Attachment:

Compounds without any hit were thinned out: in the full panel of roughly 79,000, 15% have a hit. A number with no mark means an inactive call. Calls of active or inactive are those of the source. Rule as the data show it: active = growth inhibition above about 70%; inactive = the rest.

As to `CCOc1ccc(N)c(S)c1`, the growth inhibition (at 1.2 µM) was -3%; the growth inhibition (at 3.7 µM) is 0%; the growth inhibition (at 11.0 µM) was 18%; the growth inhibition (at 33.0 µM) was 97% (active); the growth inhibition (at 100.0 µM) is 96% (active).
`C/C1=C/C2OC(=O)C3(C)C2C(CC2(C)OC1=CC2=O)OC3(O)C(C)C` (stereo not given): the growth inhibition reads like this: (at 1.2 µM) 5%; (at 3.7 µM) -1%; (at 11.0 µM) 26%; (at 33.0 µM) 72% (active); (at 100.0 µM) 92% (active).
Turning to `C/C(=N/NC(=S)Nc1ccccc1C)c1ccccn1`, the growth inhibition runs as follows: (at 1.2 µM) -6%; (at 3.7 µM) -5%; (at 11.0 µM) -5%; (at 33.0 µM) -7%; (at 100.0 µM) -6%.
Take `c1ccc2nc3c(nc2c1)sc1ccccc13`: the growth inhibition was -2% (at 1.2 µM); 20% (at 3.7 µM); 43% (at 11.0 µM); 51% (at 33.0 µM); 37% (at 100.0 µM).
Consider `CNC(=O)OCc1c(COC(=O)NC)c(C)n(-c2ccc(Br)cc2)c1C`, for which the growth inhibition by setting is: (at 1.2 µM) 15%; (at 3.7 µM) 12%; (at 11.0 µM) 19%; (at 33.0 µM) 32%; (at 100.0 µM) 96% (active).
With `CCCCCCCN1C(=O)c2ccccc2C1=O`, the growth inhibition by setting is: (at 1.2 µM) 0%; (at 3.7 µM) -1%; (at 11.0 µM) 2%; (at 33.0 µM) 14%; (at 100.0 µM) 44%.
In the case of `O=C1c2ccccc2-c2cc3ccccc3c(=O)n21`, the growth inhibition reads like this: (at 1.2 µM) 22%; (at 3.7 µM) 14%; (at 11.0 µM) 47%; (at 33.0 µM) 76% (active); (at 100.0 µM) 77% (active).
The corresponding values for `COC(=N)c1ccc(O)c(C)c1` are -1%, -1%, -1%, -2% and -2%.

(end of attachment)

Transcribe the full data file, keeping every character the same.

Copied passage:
Compounds without any hit were thinned out: in the full panel of roughly 79,000, 15% have a hit. A number with no mark means an inactive call. Calls of active or inactive are those of the source. Rule as the data show it: active = growth inhibition above about 70%; inactive = the rest.

As to `CCOc1ccc(N)c(S)c1`, the growth inhibition (at 1.2 µM) was -3%; the growth inhibition (at 3.7 µM) is 0%; the growth inhibition (at 11.0 µM) was 18%; the growth inhibition (at 33.0 µM) was 97% (active); the growth inhibition (at 100.0 µM) is 96% (active).
`C/C1=C/C2OC(=O)C3(C)C2C(CC2(C)OC1=CC2=O)OC3(O)C(C)C` (stereo not given): the growth inhibition reads like this: (at 1.2 µM) 5%; (at 3.7 µM) -1%; (at 11.0 µM) 26%; (at 33.0 µM) 72% (active); (at 100.0 µM) 92% (active).
Turning to `C/C(=N/NC(=S)Nc1ccccc1C)c1ccccn1`, the growth inhibition runs as follows: (at 1.2 µM) -6%; (at 3.7 µM) -5%; (at 11.0 µM) -5%; (at 33.0 µM) -7%; (at 100.0 µM) -6%.
Take `c1ccc2nc3c(nc2c1)sc1ccccc13`: the growth inhibition was -2% (at 1.2 µM); 20% (at 3.7 µM); 43% (at 11.0 µM); 51% (at 33.0 µM); 37% (at 100.0 µM).
Consider `CNC(=O)OCc1c(COC(=O)NC)c(C)n(-c2ccc(Br)cc2)c1C`, for which the growth inhibition by setting is: (at 1.2 µM) 15%; (at 3.7 µM) 12%; (at 11.0 µM) 19%; (at 33.0 µM) 32%; (at 100.0 µM) 96% (active).
With `CCCCCCCN1C(=O)c2ccccc2C1=O`, the growth inhibition by setting is: (at 1.2 µM) 0%; (at 3.7 µM) -1%; (at 11.0 µM) 2%; (at 33.0 µM) 14%; (at 100.0 µM) 44%.
In the case of `O=C1c2ccccc2-c2cc3ccccc3c(=O)n21`, the growth inhibition reads like this: (at 1.2 µM) 22%; (at 3.7 µM) 14%; (at 11.0 µM) 47%; (at 33.0 µM) 76% (active); (at 100.0 µM) 77% (active).
The corresponding values for `COC(=N)c1ccc(O)c(C)c1` are -1%, -1%, -1%, -2% and -2%.